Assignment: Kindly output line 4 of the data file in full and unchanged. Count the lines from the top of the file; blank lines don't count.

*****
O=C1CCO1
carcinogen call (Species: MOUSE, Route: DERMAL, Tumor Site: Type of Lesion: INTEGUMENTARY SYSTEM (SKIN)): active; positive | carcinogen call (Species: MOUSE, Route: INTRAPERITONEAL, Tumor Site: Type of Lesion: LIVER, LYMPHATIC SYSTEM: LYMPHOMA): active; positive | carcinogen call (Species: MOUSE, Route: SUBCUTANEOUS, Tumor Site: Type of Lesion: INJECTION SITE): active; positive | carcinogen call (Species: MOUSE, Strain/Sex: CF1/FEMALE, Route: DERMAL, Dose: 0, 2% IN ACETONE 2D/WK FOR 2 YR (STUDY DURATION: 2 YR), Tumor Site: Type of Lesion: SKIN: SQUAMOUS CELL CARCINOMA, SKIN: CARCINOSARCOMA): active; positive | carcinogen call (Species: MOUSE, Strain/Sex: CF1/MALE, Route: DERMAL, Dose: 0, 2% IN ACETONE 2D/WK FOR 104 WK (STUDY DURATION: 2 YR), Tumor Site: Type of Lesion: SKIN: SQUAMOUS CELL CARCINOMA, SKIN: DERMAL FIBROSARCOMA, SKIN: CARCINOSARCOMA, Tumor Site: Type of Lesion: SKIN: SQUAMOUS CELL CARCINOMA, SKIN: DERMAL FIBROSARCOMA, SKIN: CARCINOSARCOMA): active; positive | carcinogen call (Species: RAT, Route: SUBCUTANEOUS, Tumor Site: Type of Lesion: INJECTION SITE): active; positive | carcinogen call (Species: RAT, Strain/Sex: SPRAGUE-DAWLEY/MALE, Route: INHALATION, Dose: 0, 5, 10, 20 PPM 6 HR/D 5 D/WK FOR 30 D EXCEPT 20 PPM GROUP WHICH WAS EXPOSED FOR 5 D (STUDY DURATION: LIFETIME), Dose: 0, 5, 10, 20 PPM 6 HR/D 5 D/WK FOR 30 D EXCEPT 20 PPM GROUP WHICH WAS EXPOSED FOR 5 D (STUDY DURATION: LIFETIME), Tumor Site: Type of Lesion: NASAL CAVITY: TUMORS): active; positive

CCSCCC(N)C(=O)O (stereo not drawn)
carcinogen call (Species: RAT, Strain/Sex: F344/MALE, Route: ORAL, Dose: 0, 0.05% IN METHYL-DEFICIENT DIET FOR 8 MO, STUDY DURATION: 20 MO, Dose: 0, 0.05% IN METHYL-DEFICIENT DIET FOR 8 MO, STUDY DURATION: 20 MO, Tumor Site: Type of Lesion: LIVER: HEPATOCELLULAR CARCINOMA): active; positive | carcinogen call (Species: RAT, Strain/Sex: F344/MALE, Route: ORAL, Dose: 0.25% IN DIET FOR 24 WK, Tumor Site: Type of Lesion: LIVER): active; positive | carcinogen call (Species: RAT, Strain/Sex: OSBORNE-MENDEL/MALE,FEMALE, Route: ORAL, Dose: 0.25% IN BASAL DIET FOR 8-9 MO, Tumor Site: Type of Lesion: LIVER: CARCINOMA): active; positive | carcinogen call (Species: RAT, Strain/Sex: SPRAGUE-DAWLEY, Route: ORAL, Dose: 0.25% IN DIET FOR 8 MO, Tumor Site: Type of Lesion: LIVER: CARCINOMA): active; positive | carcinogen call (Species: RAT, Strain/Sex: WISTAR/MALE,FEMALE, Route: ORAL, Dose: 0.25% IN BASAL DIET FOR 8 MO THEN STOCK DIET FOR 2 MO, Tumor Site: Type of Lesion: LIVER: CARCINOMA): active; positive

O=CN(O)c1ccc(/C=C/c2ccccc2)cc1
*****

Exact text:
carcinogen call (Species: RAT, Strain/Sex: F344/MALE, Route: ORAL, Dose: 0, 0.05% IN METHYL-DEFICIENT DIET FOR 8 MO, STUDY DURATION: 20 MO, Dose: 0, 0.05% IN METHYL-DEFICIENT DIET FOR 8 MO, STUDY DURATION: 20 MO, Tumor Site: Type of Lesion: LIVER: HEPATOCELLULAR CARCINOMA): active; positive | carcinogen call (Species: RAT, Strain/Sex: F344/MALE, Route: ORAL, Dose: 0.25% IN DIET FOR 24 WK, Tumor Site: Type of Lesion: LIVER): active; positive | carcinogen call (Species: RAT, Strain/Sex: OSBORNE-MENDEL/MALE,FEMALE, Route: ORAL, Dose: 0.25% IN BASAL DIET FOR 8-9 MO, Tumor Site: Type of Lesion: LIVER: CARCINOMA): active; positive | carcinogen call (Species: RAT, Strain/Sex: SPRAGUE-DAWLEY, Route: ORAL, Dose: 0.25% IN DIET FOR 8 MO, Tumor Site: Type of Lesion: LIVER: CARCINOMA): active; positive | carcinogen call (Species: RAT, Strain/Sex: WISTAR/MALE,FEMALE, Route: ORAL, Dose: 0.25% IN BASAL DIET FOR 8 MO THEN STOCK DIET FOR 2 MO, Tumor Site: Type of Lesion: LIVER: CARCINOMA): active; positive